Serving and Seeing Christ

Not all Young Life trips lead to camp. For kids from Norcross, Ga., the greatest week of their lives occurred in March and involved (among other things) airplanes, paintbrushes, drywall, sweat ... and an education in love. One of Young Life's "hidden treasures" is its Expeditions Program, which enables groups to help Young Life ministries throughout the world (see bottom of page). The Wesleyan School in Norcross sent students on two Expeditions trips this year. The first took female students to work with Young Lives, Young Life's ministry to teen moms and their babies, on an American Indian reservation in New Mexico. The second brought 16 guys, three teachers and two Young Life staff due south to Costa Rica.

"The whole program hinges on local staff recognizing the benefits of having a group come for a week or so," explained Jeff Tait, on staff with Young Life Expeditions. "They decide how to best use this resource we're sending. So in Costa Rica that looks different than in the Dominican Republic or Africa." For this trip, that meant going to the home of Jean Carlo and his mother, Liliam.

Walls down, ceilings up

Jean Carlo lives in a small town in Cedros, San Jose, and, like many kids his age, he's funny, joyful and loves to dance. Jean Carlo also happens to have Down syndrome, which is how he became involved in Young Life Capernaum, a ministry for kids with disabilities.

Allen Dixon, area director for Greater Johns Creek in Georgia, knew the trip would stretch students. "At the beginning of the week, they didn't know how to react to a kid with Down syndrome — they hadn't experienced that sort of thing — and they'd never seen a two-room house, with no ceiling and just a tin roof."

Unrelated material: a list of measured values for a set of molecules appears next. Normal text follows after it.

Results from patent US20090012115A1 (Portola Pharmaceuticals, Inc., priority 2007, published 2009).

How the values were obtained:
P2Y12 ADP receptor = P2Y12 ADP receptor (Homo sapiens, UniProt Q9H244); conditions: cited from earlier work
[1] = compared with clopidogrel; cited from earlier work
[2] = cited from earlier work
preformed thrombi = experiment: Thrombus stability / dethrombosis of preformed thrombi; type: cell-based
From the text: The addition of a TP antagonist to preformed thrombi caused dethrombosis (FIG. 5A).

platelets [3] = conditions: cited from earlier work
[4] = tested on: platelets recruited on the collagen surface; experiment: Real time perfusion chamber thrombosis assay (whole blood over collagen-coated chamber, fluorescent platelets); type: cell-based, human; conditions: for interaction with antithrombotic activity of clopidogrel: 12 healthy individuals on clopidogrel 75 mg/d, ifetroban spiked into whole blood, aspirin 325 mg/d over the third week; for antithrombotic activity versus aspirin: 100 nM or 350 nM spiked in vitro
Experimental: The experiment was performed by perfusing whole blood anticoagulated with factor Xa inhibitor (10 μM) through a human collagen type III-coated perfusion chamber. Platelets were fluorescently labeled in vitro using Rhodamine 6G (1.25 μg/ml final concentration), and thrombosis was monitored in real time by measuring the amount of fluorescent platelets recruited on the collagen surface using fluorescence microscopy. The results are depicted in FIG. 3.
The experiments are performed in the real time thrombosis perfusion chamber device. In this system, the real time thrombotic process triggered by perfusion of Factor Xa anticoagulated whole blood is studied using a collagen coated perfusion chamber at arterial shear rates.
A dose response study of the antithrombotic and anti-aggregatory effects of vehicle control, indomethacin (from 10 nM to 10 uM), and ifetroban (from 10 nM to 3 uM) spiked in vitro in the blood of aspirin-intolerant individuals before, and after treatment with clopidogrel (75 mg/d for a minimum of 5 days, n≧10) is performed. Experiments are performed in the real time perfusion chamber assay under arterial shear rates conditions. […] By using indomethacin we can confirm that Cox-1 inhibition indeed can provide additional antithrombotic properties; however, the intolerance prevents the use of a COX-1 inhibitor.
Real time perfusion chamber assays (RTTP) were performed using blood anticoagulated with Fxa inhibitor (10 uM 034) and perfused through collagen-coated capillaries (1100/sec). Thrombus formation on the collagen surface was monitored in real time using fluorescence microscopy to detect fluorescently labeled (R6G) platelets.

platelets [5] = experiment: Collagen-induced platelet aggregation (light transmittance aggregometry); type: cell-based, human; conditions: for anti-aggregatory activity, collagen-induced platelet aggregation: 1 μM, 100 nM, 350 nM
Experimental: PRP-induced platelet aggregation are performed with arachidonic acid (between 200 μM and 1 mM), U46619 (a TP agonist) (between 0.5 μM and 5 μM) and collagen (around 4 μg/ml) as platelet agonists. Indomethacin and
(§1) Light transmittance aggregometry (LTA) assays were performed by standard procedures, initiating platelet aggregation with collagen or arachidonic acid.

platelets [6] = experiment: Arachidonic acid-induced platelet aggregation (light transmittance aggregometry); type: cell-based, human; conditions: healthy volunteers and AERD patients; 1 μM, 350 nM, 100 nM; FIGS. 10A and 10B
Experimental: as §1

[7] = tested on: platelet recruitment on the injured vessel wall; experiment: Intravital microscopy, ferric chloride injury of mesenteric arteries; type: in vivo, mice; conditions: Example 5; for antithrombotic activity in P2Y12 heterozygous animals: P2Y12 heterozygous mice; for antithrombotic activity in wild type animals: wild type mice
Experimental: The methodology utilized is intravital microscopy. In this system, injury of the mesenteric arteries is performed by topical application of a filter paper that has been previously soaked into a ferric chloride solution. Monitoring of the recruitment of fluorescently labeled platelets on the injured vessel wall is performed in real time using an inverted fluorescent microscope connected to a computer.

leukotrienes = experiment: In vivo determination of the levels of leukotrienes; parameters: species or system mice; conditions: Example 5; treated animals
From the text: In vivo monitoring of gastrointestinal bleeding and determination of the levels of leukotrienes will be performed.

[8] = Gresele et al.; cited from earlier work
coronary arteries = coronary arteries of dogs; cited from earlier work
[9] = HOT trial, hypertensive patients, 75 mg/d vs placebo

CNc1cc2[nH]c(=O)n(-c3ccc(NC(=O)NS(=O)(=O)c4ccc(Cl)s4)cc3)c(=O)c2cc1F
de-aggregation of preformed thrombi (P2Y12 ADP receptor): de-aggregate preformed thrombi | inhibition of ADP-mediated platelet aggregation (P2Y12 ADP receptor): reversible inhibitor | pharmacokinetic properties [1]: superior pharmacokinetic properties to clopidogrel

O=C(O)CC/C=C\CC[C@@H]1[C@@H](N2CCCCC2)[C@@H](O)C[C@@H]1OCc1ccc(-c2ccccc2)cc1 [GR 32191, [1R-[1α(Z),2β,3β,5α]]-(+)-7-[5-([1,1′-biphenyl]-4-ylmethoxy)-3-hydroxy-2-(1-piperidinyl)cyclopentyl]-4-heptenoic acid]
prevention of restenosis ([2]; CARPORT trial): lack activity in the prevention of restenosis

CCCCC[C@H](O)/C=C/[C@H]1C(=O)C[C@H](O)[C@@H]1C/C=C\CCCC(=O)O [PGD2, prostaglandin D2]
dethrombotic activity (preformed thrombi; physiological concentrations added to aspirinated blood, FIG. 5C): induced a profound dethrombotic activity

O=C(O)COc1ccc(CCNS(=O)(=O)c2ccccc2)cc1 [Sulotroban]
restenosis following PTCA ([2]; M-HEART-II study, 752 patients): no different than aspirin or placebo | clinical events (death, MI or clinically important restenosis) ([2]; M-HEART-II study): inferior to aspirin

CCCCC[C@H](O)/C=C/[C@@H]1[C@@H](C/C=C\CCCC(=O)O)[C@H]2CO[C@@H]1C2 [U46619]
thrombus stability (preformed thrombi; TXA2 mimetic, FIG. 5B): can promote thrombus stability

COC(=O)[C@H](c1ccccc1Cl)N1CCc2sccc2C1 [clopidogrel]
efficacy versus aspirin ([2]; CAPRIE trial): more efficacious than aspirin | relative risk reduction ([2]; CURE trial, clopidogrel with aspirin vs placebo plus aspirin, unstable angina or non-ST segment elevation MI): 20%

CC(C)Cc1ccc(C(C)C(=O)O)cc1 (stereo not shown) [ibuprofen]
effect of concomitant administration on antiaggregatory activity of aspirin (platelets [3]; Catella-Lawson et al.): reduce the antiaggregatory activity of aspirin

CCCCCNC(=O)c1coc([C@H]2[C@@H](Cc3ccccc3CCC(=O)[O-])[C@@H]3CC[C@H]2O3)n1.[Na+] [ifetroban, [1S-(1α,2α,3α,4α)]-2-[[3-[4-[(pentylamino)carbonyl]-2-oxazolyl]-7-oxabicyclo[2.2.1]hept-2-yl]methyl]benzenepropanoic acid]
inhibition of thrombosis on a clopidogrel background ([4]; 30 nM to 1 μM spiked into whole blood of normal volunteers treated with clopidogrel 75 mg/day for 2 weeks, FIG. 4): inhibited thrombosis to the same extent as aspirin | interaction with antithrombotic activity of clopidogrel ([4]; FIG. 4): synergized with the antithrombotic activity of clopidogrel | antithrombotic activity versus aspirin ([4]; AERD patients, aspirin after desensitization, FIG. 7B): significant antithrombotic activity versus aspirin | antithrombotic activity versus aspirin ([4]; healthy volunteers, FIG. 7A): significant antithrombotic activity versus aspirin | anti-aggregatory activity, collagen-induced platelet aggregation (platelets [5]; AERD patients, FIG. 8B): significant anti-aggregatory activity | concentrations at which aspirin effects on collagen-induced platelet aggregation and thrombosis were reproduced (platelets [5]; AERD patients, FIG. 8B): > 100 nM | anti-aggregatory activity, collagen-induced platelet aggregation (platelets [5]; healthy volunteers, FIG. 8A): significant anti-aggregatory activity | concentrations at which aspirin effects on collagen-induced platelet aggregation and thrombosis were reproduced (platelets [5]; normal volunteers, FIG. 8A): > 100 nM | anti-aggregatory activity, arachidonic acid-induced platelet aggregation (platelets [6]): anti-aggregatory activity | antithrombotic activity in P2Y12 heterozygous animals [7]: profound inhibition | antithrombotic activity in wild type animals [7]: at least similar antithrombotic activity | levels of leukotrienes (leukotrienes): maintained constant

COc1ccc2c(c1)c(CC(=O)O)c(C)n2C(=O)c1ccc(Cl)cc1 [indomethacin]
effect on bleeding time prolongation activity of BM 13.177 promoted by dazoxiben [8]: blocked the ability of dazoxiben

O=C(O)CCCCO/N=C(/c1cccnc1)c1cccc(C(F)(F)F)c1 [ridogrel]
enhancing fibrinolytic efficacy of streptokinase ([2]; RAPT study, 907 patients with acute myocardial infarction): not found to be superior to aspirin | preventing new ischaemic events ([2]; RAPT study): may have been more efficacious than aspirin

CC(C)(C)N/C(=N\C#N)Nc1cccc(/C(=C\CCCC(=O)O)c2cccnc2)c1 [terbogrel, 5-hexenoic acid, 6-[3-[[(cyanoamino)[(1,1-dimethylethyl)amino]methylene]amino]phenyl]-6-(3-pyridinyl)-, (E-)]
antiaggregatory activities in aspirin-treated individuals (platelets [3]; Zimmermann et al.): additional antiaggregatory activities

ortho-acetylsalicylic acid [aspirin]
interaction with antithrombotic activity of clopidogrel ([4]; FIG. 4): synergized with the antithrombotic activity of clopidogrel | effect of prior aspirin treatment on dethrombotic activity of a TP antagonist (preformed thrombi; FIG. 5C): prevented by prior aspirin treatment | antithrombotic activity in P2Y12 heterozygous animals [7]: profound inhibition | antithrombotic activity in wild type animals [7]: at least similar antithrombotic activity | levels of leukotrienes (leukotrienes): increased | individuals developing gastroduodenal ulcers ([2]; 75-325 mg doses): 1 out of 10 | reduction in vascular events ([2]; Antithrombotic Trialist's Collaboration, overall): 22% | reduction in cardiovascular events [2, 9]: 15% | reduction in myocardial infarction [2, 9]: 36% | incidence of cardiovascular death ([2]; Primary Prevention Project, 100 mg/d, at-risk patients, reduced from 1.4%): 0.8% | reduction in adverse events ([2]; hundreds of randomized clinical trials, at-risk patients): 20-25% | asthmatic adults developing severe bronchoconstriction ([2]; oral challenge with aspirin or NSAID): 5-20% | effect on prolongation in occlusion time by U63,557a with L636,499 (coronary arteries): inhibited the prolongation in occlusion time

As the week progressed, however, barriers fell as Jean Carlo and the kids from Georgia spent time together. Tait witnessed the transformation. "The first day (traditionally a non-work day) we went to the hot springs. Jean Carlo came and was very quiet on the way out, but after he swam with us all day and spent time with us on the bus, the walls came down. He began to win over their hearts that day."

Sharon Acon, on student staff with Young Life Capernaum in Costa Rica, also saw the tentativeness between the students and Jean Carlo melt away. "The group fell in love with him. That was one of my favorite things; they started loving him and what they were doing for him."

And what they were doing was giving the family a phenomenal home makeover. The work included hanging a drywall ceiling, tiling the entire floor, sanding and painting the front of the house, rebuilding their fence, installing new gutters, and working on drainage issues in the back of the house.

Another part of the project was more spontaneous. Nate Rupp, an art teacher at the Wesleyan School, asked if he could paint murals in Jean Carlo's room. Rupp took it upon himself to give Jean Carlo two perfect images — the local Capernaum logo and a "window" opening out to a view of the beach.

Tait said, "Jean Carlo didn't know what to do when he saw the murals, he was so excited. He had no words — all he could do was dance for 20 minutes!"